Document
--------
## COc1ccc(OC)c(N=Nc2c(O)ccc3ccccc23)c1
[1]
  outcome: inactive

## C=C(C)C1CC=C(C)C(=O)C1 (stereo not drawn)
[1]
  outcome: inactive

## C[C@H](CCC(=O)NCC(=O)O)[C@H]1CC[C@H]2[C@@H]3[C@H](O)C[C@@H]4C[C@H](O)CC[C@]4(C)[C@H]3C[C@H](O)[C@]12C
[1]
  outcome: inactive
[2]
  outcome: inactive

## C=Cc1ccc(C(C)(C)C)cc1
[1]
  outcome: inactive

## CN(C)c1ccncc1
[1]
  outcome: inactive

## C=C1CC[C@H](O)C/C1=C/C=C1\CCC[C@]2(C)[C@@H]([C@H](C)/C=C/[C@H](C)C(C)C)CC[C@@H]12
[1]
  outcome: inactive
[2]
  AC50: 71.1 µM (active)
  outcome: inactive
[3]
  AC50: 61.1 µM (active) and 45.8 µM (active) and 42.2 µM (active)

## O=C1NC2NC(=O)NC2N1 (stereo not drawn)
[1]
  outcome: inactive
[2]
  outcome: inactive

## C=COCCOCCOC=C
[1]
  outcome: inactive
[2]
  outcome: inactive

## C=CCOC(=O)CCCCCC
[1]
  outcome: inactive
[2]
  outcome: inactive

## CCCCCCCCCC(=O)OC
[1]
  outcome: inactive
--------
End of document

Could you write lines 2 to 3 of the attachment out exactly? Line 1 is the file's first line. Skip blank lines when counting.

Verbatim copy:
[1]
  outcome: inactive